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Pulmonary hypertension is a serious chronic respiratory condition in which the arteries of the lungs and heart experience abnormally high blood pressure. The pressure causes the arteries in the lungs to constrict, resulting in reduced blood flow and less oxygen in the blood.

It often occurs in association with other diseases, such as COPD, lung disease or heart disease. While there is no cure, there are treatments that can improve symptoms and slow the progression of the disease.

The initial stages of the disease are similar to those of other medical conditions, which can make it difficult to diagnose. Symptoms include shortness of breath, chest pain, dizziness, fainting, fatigue, heart palpitations and swelling in the ankles and legs.

It’s usually incurable and often progressive, worsening over time. However, proper treatment and lifestyle changes can slow the progression and improve symptoms.

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Questions & Answers

What is pulmonary hypertension?

Pulmonary hypertension is a rare but potentially life-threatening respiratory condition. It occurs due to high blood pressure in the arteries of your lungs and the right side of your heart.

Pulmonary hypertension is a chronic condition that often gets worse over time. Even so, there are various treatments that can slow its progression, reduce side effects, and enhance your quality of life.

What are the symptoms of pulmonary hypertension?

Symptoms of pulmonary hypertension include:

  • Shortness of breath
  • Fatigue
  • Dizziness
  • Fainting
  • Chest pressure or pain
  • Blue lips or skin
  • Ankle swelling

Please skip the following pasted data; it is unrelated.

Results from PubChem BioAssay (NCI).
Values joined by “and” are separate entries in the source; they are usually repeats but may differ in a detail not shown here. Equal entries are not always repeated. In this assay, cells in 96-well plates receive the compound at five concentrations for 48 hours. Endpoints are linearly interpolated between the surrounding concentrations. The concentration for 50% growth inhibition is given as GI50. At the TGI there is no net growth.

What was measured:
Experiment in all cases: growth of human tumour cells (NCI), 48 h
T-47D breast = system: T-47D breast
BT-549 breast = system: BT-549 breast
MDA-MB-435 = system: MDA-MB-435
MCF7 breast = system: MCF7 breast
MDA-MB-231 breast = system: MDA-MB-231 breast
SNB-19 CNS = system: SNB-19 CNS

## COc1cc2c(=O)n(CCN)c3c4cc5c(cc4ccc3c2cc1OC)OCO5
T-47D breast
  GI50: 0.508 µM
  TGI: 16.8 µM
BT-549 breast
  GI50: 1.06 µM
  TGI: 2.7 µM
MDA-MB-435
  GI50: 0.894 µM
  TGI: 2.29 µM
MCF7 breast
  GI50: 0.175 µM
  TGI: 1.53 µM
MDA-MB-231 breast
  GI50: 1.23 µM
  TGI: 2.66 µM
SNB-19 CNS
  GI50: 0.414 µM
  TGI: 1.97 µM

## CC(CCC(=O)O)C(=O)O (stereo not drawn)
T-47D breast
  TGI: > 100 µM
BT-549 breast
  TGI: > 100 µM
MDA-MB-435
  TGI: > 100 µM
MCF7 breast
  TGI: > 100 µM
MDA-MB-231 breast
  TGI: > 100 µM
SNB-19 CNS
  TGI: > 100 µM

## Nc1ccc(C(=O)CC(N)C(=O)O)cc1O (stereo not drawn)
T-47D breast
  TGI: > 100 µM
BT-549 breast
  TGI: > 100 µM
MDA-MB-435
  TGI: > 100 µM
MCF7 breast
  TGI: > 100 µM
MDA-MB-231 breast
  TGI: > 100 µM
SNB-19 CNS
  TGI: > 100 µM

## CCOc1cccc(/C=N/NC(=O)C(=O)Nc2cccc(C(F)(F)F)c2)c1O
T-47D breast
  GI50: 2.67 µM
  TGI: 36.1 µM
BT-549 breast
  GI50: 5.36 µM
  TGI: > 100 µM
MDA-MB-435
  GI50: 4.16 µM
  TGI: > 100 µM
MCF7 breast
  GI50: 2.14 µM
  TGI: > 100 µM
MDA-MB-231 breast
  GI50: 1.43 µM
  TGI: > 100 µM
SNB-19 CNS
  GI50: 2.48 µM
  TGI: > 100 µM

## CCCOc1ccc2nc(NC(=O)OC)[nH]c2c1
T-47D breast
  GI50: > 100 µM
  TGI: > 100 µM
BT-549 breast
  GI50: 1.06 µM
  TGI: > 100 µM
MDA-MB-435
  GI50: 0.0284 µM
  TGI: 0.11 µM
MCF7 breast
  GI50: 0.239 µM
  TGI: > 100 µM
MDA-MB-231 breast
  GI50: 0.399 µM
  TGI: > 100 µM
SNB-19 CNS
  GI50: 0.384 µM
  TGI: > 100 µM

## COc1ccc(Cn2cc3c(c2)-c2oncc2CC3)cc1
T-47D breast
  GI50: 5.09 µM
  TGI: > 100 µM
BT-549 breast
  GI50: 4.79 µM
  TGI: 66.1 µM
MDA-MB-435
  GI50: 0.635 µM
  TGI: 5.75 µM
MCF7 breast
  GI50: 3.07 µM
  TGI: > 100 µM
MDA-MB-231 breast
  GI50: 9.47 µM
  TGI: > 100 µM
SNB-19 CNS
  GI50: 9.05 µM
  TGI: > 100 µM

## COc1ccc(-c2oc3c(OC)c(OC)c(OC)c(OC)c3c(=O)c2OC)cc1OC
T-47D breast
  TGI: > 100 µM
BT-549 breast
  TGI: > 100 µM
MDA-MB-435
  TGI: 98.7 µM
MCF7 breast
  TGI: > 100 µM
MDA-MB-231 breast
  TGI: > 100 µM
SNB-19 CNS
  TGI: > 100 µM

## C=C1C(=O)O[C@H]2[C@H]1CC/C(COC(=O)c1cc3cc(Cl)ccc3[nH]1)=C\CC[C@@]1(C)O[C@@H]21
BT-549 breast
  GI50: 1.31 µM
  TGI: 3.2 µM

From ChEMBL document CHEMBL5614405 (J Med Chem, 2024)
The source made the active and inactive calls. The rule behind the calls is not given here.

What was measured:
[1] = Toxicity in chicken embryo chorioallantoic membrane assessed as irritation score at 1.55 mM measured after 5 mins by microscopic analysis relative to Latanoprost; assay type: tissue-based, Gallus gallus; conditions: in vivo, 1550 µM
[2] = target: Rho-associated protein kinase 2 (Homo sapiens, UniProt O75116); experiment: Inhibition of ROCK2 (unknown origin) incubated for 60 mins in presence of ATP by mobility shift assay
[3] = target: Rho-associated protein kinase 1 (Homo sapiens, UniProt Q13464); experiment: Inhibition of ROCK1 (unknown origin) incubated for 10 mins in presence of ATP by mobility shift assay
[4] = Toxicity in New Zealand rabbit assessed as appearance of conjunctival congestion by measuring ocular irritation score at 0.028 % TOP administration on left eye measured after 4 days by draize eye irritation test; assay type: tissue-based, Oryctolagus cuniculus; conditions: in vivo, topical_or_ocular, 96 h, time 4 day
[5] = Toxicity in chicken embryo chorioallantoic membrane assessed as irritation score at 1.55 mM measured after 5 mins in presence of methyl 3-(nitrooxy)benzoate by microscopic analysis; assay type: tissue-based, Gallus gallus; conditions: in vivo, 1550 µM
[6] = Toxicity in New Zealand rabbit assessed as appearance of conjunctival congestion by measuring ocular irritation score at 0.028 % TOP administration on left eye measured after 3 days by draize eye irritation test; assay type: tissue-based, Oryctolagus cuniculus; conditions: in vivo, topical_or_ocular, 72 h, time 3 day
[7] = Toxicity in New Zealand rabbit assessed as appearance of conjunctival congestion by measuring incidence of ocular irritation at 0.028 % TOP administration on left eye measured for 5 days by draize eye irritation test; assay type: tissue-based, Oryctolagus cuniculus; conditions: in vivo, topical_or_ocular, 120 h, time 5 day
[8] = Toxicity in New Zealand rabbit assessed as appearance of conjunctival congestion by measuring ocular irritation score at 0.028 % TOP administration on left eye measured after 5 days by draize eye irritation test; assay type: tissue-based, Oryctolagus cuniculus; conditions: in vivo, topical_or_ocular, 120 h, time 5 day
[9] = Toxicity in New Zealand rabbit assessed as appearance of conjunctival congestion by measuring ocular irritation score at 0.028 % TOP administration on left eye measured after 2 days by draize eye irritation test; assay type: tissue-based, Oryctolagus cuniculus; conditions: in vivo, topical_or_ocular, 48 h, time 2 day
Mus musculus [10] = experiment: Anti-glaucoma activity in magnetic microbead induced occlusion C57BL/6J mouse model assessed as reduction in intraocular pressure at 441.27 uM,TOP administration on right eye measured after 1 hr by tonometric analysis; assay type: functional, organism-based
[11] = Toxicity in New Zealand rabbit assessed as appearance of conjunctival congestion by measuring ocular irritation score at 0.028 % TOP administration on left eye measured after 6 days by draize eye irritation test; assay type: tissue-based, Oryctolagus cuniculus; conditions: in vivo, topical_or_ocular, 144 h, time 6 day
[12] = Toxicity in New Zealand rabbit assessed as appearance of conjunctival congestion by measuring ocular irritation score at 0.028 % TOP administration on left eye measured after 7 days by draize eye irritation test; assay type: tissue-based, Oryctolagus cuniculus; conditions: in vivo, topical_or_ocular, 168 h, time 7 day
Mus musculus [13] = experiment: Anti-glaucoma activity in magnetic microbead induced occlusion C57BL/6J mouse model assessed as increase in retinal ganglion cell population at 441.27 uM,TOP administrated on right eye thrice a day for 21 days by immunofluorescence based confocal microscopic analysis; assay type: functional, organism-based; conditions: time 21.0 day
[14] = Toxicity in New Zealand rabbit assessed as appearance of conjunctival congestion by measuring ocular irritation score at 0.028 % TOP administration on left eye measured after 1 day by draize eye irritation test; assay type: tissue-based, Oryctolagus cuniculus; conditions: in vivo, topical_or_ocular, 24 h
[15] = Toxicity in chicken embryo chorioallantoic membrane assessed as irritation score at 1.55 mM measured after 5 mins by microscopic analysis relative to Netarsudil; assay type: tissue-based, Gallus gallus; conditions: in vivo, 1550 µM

As the condition gets worse, you might also experience a rapid pulse or pounding heartbeat.

What are the types of pulmonary hypertension?

At Pulmonary Consultants of San Antonio, the team treats all five types of pulmonary hypertension, including:

  • Pulmonary arterial hypertension (PAH)
  • Pulmonary hypertension caused by left-sided heart disease
  • Pulmonary hypertension caused by lung disease
  • Pulmonary hypertension caused by chronic blood clots
  • Pulmonary hypertension triggered by underlying health conditions

Anyone can experience pulmonary hypertension, but it’s typically diagnosed between the ages of 30 and 60. Several factors may increase your risk of the condition, including weight issues, congenital heart disease, or living at a high altitude.

How is pulmonary hypertension diagnosed?

It’s difficult to diagnose pulmonary hypertension because the symptoms it presents are very similar to other conditions that affect the heart and lungs.

First, your Pulmonary Consultants of San Antonio provider reviews your health history and asks about your symptoms, including their severity and if any activities like exercise make them worse. Next, they conduct a physical exam, listening to your heart and lungs with a stethoscope.

Your provider also orders blood tests, chest X-rays, an electrocardiogram, and an echocardiogram. An electrocardiogram monitors the electrical activity of your heart while an echocardiogram uses ultrasound imaging to determine how well your heart valves work.

If your echocardiogram reveals pulmonary hypertension, your provider might also order right heart catheterization, a minimally invasive procedure that can confirm the diagnosis.

How is pulmonary hypertension treated?

Treatment of pulmonary hypertension usually includes a combination of healthy lifestyle changes, routine monitoring, and prescription medication. For example, maintaining a healthy weight and exercising regularly can help support your heart and lungs.

Some of the drugs used to treat pulmonary hypertension include:

  • Blood vessel dilators
  • Guanylate cyclase (GSC) stimulators (drugs that reduce the pressure in your lungs)
  • High-dose calcium channel blockers
  • Warfarin (blood thinner and anticoagulant)
  • Digoxin (a drug that helps your heart pump more blood)
  • Diuretics

If medication and healthy lifestyle changes don’t ease your symptoms, surgical intervention might be necessary.

10007 Huebner Road, Bldg 4
San Antonio, TX 78240
FAX: 210-692-0151

Monday: 8am-4:30pm
Tuesday: 8am-4:30pm
Wednesday: 8am-4:30pm
Thursday: 8am-4:30pm
Friday: 8am-4:30pm
Saturday: Closed
Sunday: Closed